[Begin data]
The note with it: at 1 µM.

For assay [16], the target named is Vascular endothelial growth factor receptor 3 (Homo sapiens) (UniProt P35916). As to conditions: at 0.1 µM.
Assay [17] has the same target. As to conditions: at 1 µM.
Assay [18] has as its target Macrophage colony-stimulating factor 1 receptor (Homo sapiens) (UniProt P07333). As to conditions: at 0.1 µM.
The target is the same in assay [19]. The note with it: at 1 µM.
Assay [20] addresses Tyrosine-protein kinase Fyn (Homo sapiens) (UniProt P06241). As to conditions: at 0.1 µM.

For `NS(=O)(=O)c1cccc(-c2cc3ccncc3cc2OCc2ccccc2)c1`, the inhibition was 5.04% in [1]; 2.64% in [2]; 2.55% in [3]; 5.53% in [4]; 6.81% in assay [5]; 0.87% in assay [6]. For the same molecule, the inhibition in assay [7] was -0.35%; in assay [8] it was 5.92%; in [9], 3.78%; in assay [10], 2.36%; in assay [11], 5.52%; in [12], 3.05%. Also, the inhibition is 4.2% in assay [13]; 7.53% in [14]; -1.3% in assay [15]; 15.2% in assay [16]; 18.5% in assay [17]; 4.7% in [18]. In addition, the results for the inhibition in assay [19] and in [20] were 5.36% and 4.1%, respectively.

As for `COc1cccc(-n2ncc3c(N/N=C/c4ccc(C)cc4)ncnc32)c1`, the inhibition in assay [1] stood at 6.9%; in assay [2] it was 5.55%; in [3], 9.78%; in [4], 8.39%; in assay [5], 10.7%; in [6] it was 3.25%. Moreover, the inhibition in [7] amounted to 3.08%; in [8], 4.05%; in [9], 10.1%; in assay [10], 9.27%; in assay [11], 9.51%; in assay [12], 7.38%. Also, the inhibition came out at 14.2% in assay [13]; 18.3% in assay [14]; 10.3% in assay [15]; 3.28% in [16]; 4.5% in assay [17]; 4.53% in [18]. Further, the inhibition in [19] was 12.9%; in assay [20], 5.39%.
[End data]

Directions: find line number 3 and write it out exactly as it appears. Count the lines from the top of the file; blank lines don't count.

Assay [17] has the same target. As to conditions: at 1 µM.